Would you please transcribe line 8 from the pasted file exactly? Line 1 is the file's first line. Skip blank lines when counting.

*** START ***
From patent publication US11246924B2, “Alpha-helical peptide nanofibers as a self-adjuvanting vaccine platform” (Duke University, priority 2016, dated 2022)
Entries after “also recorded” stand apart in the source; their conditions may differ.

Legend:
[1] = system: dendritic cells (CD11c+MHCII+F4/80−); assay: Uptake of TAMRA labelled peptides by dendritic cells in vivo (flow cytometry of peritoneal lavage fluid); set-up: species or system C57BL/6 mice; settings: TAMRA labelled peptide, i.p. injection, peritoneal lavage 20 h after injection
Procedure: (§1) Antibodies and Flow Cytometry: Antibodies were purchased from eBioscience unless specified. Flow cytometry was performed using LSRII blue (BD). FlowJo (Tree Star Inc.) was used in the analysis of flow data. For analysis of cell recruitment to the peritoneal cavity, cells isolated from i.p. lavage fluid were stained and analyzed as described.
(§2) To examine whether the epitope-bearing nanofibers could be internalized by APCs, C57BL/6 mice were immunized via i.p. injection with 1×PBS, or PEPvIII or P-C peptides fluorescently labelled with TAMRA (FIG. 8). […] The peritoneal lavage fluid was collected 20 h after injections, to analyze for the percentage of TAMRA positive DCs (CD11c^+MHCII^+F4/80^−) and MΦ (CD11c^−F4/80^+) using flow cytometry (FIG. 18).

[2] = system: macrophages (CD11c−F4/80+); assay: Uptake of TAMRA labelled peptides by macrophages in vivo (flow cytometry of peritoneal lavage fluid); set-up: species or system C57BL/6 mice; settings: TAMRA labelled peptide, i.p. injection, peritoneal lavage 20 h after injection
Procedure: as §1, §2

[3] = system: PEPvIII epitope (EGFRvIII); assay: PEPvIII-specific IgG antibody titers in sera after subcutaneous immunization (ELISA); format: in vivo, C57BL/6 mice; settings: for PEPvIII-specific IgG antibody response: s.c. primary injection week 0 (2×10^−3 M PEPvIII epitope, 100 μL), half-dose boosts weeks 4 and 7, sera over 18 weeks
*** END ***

Procedure: as §1, §2